One of the fallouts of the Outrage Era is making boycotting the first resort in any moral, political, social, or environmental disagreement. Here, a California Democratic Party leader urged a boycott of celebrated California burger chain In-N-Out Burger upon learning that the company had donated $25,000 to the state’s Republican Party. However, the popularity of In-N-Out is such that Democrats quickly backed away from the idea, especially as the larger context of In-N-Out’s political donations was brought to light.
A few observations:
(1) Both in this context, particularly, and in general, it is hard to take political donations by business firms as expressions of support for the recipients of the donations. Like other political jurisdictions, California has a notorious pay-to-play legislative culture. Making donations to legislators and their parties is just a cost of doing business where legislators turn a deaf ear if you don’t. Like other businesses, In-N-Out has a prima facie legitimate interest in influencing legislation affecting its business prospects. Donations to politicians and parties purchase the platform on which to attempt to influence the direction of legislation.
(2) The first point is underscored by the fact, as revealed in the linked article, that In-N-Out made similar donations to Democratic legislators and their party. If a donation to the GOP represents an expression of support for the GOP, then by parity of reasoning donations to the Democrats represent expressions of support for the Democrats. Why, then, would Democrats boycott a business firm that is supporting them?
(3) U.S. news media tends to focus attention on public policy issues that are highly divisive along party lines, but much of the legislation of interest to business firms commands support from bipartisan coalitions and faces opposition from legislative blocs that are also bipartisan in character. Thus, even if the GOP occupies permanent minority status in California’s Legislature (as many fear), it makes good business sense to be on friendly terms with both parties and all legislators sitting on legislative committees addressing topics of interest to business firms.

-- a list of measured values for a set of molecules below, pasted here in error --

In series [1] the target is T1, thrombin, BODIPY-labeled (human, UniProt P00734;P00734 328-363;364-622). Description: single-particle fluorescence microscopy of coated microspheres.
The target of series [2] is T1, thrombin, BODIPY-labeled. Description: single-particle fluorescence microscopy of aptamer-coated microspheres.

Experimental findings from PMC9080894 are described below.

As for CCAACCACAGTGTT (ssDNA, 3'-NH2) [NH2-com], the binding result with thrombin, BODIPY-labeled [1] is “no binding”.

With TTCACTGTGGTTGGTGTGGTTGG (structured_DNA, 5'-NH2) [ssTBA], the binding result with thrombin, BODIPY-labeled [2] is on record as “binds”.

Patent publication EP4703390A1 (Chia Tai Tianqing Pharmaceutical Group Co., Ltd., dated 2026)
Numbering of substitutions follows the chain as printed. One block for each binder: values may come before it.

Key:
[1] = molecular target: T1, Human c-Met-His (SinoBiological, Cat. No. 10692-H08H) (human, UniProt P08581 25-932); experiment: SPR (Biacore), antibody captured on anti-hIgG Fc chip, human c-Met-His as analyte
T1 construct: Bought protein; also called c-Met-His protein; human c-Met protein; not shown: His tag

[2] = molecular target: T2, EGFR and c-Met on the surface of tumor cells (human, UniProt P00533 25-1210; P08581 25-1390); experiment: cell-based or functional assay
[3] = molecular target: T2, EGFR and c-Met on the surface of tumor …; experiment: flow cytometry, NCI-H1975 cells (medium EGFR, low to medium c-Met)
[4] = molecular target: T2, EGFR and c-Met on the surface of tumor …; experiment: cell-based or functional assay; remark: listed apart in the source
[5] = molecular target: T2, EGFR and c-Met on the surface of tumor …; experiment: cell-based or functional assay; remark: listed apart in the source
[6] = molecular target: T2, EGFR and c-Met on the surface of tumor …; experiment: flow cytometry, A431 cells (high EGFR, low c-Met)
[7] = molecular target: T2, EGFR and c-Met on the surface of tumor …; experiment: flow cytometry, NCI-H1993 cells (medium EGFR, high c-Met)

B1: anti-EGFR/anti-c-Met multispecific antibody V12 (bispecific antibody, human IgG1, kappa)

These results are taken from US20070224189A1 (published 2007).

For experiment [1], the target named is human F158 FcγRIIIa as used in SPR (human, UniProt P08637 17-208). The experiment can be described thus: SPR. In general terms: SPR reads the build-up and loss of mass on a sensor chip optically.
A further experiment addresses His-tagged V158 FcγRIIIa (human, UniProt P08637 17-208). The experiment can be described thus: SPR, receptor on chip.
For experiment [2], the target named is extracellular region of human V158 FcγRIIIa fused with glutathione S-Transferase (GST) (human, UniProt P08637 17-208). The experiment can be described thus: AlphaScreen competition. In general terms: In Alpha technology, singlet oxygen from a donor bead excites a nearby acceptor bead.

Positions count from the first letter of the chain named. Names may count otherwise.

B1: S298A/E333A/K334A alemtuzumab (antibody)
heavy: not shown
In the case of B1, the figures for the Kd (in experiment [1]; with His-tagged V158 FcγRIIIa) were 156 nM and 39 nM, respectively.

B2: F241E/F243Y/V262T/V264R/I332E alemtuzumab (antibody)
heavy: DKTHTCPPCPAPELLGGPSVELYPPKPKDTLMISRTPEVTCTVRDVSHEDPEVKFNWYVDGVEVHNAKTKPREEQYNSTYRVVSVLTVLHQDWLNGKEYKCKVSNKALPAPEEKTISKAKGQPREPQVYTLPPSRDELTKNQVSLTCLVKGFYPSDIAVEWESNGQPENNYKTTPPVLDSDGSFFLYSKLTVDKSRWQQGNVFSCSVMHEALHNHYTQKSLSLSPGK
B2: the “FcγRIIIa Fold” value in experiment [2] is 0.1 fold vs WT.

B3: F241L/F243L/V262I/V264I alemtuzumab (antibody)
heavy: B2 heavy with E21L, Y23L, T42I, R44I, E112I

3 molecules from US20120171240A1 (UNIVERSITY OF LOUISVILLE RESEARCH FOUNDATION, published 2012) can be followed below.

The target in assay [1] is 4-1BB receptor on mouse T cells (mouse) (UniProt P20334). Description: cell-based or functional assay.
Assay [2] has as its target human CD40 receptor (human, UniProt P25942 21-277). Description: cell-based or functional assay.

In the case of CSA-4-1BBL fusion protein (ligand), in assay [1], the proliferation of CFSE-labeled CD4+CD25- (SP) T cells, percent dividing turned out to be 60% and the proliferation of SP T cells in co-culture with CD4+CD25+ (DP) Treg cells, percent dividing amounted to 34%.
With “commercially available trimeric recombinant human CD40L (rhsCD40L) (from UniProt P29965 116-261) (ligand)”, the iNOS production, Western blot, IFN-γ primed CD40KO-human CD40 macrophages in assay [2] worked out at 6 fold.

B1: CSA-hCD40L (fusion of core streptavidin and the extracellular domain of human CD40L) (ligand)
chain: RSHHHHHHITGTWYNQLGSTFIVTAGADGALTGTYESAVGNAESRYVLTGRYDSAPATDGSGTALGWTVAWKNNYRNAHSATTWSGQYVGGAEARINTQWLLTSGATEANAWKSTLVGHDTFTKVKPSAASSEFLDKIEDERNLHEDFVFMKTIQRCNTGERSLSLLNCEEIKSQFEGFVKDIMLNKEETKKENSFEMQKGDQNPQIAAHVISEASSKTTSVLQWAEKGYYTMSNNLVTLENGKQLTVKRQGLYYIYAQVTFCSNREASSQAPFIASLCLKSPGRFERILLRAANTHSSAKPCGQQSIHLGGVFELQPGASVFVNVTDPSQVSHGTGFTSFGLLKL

(4) Of course, nothing written above constitutes a justification of the role of money in politics or the role of politics in money. Within the institutions we have, it’s hard to say – even if you’re a California Democrat – that In-N-Out is acting badly.
LINK: A call to boycott In-N-Out meets its own resistance (by Dakota Smith and Melissa Etehad for Los Angeles Times)
Anthony Grigore is a Democrat. But as he waited Thursday at an In-N-Out Burger in El Segundo for his meal, Grigore made it clear party loyalty would only go so far.
Just hours earlier, the head of the California Democratic Party called for a boycott of the famed burger chain after a public filing revealed that the company had recently donated $25,000 to the state’s Republican Party.
“Eating at In-N-Out is such a standard thing to do across California,” Grigore said, dismissing the boycott idea as a bit silly.
In-N-Out, meanwhile, quickly put out a statement by Executive Vice President Arnie Wensinger that noted that the company “made equal contributions to both Democratic and Republican” political action committees in California in 2018.
“For years, In-N-Out Burger has supported lawmakers who, regardless of political affiliation, promote policies that strengthen California and allow us to continue operating with the values of providing strong pay and great benefits for our associates,” Wensinger said.
What do you think?